The black-throated trogon, also known as yellow-bellied trogon, (Trogon rufus) is a near passerine bird in the trogon family, Trogonidae. Although it is also called "yellow-bellied trogon" it is not the only trogon with a yellow belly. It breeds in lowlands from Honduras south to western Ecuador and northern Argentina.
|Adult male, Selva Verde Lodge, Costa Rica|
Like most trogons, it has distinctive male and female plumages and with soft colourful feathers. This relatively small species is 23–24 cm long and weighs 54-57 g, with a white undertail with black barring, a yellow bill and wing coverts which are vermiculated with black and white, but appear grey at any distance. The male black-throated trogon has a green head, upper breast and back, black face and throat, and golden yellow belly. The female has a brown head, upper breast and back, rufous upper tail and yellow belly. Immatures resemble the adults but are duller, and young males have a brown throat, breast and wing coverts.
The call is a churring krrrrrr, and the song is a typical trogon series of a few clear whistles, cuh cuh cuh cuh.
It is a resident of the lower levels of damp tropical forests, and prefers the deep shade of the understory. Their broad bills and weak legs reflect their diet and arboreal habits. Although their flight is fast, they are reluctant to fly any distance. They typically perch upright and motionless.
Black-throated trogons feed mainly on arthropods as well as some fruit, often taken in flight; they are one of the most insectivorous trogon species of their range. They opportunistically catch arthropods that have been startled by other predators, such as coatis (Nasua spp.).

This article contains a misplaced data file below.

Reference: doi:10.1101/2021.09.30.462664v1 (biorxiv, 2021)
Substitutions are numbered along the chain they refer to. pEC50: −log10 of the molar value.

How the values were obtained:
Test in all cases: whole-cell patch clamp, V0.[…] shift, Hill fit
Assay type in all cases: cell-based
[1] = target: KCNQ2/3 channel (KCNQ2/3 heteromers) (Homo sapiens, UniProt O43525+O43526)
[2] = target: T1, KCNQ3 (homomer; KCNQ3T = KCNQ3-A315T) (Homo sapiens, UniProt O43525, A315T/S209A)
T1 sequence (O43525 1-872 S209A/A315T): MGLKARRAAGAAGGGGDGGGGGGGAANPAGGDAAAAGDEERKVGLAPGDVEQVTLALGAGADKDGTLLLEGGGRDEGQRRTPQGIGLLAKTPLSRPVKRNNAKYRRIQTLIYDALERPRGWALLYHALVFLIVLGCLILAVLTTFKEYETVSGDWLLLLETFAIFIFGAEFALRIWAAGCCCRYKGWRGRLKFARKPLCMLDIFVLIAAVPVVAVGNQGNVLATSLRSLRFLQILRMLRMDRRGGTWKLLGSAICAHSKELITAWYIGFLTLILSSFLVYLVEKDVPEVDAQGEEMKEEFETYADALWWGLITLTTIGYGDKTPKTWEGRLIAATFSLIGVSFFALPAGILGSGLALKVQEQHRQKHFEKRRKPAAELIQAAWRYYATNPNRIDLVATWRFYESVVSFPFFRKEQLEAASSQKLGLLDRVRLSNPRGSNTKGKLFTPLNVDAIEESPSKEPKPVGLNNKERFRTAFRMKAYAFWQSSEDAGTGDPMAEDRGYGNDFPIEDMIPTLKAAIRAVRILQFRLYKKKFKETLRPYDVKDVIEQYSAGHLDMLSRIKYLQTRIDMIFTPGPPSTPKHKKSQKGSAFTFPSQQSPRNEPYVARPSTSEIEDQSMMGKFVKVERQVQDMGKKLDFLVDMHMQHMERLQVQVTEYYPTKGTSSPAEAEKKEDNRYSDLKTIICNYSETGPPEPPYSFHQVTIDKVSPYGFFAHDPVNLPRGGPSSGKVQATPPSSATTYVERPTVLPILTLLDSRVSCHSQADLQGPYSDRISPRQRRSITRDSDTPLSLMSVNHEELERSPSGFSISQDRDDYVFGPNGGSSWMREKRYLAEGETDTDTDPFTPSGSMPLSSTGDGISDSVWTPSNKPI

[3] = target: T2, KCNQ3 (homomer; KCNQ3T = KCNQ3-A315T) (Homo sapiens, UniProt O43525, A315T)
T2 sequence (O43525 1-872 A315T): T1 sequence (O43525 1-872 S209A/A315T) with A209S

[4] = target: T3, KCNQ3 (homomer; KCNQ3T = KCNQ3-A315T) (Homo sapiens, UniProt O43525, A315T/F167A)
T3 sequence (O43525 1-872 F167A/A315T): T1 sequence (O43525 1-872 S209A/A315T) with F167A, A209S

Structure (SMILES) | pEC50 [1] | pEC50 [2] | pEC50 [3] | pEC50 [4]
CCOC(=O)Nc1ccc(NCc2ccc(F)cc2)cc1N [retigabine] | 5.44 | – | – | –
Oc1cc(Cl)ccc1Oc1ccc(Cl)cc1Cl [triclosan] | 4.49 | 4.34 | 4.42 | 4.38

The black-throated trogon nests 1–6 m (3.3–19.7 ft) high in an unlined shallow cavity, with a typical clutch of two white eggs.
- de Mello Beisiegel, Beatriz (2007): Foraging Association between Coatis (Nasua nasua) and Birds of the Atlantic Forest, Brazil. Biotropica 39(2): 283–285 [English with Portuguese abstract]. doi:10.1111/j.1744-7429.2006.00255.x (HTML abstract)
- Hilty, Steven L. (2003): Birds of Venezuela. Christopher Helm, London. ISBN 0-7136-6418-5
- Pizo, Marco Aurélio (2007): The relative contribution of fruits and arthropods to the diet of three trogon species (Aves, Trogonidae) in the Brazilian Atlantic Forest. Revista Brasileira de Zoologia 24(2): 515-517 [English with Portuguese abstract]. doi:10.1590/S0101-81752007000200035 PDF fulltext
- Stiles, F. Gary & Skutch, Alexander Frank (1989): A guide to the birds of Costa Rica. Comistock, Ithaca. ISBN 0-8014-9600-4
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